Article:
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>Chamber will honor six at its annual dinner

Six people will be honored at the Lackawanna Chamber of Commerce's annual dinner March 23 in Lucarelli's Banquet Center, 1830 Abbott Road.

They are: Monsignor Robert Wurtz of the Catholic Diocese of Buffalo, Mary Iwanenko of the Chamber, OLV Renaissance Project teacher Kimberly Pulinski, firefighters James Fino and Richard Chmielowiec and Police Officer Rodney Pietras.

Tickets will be sold until Monday. The cost is $40 per person or $75 per couple. For reservations, call the Chamber at 823-8841.


>Wright's spirituality topic of presentation

Reine Hauser will speak on the spirituality of Frank Lloyd Wright following worship services at 7:30 p.m. April 7 in Temple Beth Zion, 805 Delaware Ave.

Hauser, executive director of the Wright-designed Graycliff estate in Derby, will discuss how the architect's belief system was central to his styles.

For more information, call 836-6565, Ext. 37.


>EPA honors UB for use of power from wind

The University at Buffalo has been recognized by the Environmental Protection Agency for its use of wind power to meet the university's electricity needs.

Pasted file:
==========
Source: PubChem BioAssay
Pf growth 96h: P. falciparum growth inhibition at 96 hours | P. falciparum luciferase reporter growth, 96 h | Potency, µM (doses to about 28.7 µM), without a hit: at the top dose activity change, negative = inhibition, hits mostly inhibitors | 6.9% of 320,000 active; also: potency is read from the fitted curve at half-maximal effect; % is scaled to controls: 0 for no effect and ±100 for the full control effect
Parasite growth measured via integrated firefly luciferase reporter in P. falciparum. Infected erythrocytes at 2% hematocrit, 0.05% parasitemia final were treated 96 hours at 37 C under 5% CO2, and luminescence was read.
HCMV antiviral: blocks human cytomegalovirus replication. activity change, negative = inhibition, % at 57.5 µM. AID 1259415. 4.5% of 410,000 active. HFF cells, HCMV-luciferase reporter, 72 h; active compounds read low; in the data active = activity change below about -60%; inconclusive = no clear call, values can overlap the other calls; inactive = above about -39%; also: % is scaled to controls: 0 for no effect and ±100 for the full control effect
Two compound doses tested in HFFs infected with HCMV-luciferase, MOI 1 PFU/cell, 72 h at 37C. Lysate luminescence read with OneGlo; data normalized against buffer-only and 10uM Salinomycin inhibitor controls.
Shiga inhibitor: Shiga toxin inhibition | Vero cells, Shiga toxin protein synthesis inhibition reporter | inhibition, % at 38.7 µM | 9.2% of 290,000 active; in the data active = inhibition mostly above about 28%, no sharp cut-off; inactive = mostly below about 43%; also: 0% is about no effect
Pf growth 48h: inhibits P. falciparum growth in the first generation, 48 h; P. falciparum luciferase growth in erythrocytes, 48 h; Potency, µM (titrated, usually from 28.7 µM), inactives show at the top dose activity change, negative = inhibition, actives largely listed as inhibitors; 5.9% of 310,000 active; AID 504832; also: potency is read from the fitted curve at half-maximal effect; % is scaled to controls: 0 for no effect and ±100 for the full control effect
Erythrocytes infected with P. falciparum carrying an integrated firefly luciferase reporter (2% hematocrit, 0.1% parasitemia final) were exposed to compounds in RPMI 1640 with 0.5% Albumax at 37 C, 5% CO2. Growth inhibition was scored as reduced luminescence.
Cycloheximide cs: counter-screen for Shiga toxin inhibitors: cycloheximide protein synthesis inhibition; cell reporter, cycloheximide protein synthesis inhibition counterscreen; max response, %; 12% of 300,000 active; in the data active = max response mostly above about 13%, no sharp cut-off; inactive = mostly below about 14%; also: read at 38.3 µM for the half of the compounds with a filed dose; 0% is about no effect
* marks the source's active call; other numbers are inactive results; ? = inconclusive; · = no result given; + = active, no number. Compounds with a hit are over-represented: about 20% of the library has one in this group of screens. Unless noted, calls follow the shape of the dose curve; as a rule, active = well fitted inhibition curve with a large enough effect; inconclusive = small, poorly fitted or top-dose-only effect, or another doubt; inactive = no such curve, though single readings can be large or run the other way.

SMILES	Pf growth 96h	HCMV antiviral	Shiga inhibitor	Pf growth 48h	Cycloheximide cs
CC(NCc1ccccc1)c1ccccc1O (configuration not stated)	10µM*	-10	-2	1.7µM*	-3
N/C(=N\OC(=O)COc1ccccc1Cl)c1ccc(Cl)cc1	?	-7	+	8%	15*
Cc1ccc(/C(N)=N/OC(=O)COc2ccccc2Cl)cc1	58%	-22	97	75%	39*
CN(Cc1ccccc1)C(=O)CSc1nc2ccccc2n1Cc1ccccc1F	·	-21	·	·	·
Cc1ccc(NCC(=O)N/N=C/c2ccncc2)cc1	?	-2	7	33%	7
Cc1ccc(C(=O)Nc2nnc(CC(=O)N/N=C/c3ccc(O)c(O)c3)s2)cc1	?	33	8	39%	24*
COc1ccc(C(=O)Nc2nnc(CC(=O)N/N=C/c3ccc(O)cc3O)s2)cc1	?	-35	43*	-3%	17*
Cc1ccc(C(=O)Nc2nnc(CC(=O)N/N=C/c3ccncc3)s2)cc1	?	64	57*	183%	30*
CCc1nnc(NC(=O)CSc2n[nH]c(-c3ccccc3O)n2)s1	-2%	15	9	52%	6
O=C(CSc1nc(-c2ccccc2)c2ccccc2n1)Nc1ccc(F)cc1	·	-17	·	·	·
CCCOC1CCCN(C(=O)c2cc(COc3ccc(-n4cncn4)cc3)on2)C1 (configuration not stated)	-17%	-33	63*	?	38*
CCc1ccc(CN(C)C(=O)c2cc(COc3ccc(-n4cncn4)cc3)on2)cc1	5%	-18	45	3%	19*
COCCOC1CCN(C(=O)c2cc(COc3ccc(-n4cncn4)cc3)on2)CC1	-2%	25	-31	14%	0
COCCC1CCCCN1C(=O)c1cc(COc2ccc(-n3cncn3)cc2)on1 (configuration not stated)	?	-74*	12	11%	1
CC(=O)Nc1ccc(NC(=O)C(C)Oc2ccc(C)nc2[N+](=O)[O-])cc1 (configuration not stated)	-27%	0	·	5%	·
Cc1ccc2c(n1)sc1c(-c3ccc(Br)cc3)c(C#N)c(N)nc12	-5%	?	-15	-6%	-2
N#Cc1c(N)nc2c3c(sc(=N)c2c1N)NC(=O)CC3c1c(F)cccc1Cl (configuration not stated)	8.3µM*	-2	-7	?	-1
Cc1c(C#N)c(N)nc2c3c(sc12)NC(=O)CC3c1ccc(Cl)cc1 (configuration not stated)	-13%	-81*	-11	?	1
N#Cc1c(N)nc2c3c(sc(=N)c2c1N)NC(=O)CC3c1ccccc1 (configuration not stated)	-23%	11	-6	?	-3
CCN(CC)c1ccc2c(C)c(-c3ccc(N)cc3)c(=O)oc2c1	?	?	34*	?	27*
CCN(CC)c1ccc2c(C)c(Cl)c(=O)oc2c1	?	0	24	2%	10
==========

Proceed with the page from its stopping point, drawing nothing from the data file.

The EPA has named UB as one of the largest green power purchasers in the higher-education sector. It is ranked No. 10 on the EPA's list of college and university green power partners.

The ranking honors UB's annual wind-power purchase of 12,000 megawatt-hours of electricity -- 6 percent of its annual usage -- and its efforts to reduce greenhouse gas emissions.

"One of the critical functions of any research university is to develop pioneering alternatives and solutions that address issues of national and global consequence," UB President John B. Simpson said in a statement.

The University of Pennsylvania placed first on the list; Syracuse University came in fourth.


>UB professor to talk on black women's role

A University at Buffalo professor will speak on "Black Women and the Early Freedom Struggle" at 6 p.m. Thursday at Erie Community College City Campus, 121 Ellicott St.

Lillian S. Williams, an associate professor and chairwoman of UB's African-American studies department, will examine the ties between Mary B. Talbert's work with Niagara Movement and the Black Women's Club Movement. The lecture is part of the Niagara Movement Centennial Distinguished Lecture Series.

Talbert was among the organizers of the Niagara Movement, forerunner of the National Association for the Advancement of Colored People, of which she later was a vice president.

Sheila K. Martin, an ECC professor of English who has done extensive research on the early years of the Black Women's Club Movement, also will participate in the event.

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